Reason to cast a fresh eye at emerging markets
Despite political noise, emerging-market GDP growth is outperforming developed markets.
ageneral notion exists that emerging markets are not the place to be in the current lowreturn environment, but that’s an extremely misplaced view, believes Feroz Basa, Old Mutual Global Emerging Markets Fund Manager at Old Mutual Investment Group’s Global Emerging Markets boutique.
His fund with R1.6bn under management generated an annualised 24% last year in US dollar terms and an annualised 12.2% since inception (August 2011) in rand terms. It’s currently rated 7/197 on one-year performance in its international peer group; 10/172 on three years; and 40/139 on five years.
Rated a high-risk fund, it’s suited to investors seeking high long-term capital growth through exposure to many of the best companies in emerging markets.
It has consistently outperformed its benchmark (MSCI Emerging Market NR Index) since inception. The index has reflected an annualised 9% return since 2000 and 2.49% on 10 years. The biggest rise during the past six years was 18.22% (2012) and the biggest drawdown 18.42% (2011).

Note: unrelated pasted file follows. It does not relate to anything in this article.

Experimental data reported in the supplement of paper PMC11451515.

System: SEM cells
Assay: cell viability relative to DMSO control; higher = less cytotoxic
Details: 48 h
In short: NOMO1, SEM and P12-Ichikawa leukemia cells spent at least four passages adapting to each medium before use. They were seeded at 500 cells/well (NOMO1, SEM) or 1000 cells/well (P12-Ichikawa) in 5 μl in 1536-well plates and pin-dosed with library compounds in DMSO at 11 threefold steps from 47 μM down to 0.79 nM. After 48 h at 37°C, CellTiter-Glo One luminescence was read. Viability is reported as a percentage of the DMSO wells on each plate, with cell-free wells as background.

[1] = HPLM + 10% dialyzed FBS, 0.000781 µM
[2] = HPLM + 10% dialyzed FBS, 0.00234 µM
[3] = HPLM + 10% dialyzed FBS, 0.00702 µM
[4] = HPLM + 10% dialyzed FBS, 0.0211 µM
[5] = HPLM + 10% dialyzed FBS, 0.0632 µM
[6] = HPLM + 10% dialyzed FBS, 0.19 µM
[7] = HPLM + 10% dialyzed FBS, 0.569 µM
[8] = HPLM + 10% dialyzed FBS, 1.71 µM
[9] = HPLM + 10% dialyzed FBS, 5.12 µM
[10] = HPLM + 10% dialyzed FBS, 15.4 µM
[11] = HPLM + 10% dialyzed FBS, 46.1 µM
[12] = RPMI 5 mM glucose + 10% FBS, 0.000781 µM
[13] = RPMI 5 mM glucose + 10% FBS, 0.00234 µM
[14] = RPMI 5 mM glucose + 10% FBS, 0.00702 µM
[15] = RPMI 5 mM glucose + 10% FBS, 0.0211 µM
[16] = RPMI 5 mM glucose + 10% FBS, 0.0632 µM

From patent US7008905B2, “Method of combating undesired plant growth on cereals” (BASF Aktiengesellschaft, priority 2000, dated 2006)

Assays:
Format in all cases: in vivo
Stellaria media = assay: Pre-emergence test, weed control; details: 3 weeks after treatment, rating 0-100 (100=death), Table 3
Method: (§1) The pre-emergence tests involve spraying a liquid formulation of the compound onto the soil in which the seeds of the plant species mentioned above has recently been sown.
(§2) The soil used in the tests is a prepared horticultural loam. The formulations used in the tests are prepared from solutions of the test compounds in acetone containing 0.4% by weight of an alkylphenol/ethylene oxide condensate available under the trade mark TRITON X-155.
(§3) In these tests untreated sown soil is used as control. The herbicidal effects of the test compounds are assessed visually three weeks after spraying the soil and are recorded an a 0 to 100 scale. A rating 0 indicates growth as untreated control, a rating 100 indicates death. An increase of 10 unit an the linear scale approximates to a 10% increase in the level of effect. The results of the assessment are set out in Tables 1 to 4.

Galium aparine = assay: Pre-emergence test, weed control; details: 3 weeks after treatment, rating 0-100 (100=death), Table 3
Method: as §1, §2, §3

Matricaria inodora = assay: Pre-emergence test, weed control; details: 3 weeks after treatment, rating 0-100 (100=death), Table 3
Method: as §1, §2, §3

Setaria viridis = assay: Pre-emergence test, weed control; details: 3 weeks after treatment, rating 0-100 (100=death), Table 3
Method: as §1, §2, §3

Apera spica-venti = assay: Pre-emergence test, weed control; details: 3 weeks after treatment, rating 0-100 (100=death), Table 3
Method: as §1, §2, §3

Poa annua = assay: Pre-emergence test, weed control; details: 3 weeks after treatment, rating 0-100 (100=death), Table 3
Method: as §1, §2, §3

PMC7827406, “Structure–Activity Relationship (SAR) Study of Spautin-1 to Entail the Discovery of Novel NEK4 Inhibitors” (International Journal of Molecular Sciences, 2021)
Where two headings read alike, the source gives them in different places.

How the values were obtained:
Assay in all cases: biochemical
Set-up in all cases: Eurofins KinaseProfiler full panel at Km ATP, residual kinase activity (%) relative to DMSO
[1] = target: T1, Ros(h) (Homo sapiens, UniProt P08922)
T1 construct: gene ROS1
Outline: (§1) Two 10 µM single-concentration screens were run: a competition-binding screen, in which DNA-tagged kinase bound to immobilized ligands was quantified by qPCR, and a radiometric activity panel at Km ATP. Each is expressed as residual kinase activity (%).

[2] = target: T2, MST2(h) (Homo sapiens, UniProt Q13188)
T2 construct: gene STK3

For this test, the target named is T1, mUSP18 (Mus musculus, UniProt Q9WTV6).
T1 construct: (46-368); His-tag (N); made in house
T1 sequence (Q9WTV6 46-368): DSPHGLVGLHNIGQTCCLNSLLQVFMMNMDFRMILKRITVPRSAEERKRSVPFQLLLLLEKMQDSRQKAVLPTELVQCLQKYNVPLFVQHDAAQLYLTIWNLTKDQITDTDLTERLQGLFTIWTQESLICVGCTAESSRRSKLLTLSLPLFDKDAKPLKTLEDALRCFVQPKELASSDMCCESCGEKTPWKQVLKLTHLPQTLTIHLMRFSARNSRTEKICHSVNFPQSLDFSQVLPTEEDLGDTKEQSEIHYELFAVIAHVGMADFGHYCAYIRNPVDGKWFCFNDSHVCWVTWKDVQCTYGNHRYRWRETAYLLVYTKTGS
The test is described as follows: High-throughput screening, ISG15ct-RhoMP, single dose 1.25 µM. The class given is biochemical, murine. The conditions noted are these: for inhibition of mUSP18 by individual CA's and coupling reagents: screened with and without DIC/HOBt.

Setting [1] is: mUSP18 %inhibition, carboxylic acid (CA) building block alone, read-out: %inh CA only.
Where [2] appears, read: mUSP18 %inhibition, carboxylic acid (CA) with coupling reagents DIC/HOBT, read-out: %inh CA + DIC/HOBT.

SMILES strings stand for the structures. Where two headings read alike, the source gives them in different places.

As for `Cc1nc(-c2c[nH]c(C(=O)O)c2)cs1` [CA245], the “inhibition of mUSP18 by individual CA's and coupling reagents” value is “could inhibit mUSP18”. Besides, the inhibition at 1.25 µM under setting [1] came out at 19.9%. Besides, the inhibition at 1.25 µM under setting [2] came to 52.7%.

A large number of emerging companies is currently attractively priced, have excellent track records, and have shown the ability to generate strong returns in hard currency terms, says Basa. They include Samsung Electronics, Taiwan Semiconductor, Sino Biopharmaceutical, Magnit and Tata Motors.
“In fact, opportunity emerges when assets are unloved. Emerging-market valuations have fallen to levels that entice investors to carefully consider the more favourable long-term prospects they offer. Capital Economics forecasts a rebound in the Emerging Market Index over the next two years, while equities in much of the developed world will grind only slightly higher.”
Other forces may also influence the market in the short term, he says, with improving news out of China and the recovery in commodity Old Mutual Global Emerging Markets Fund Manager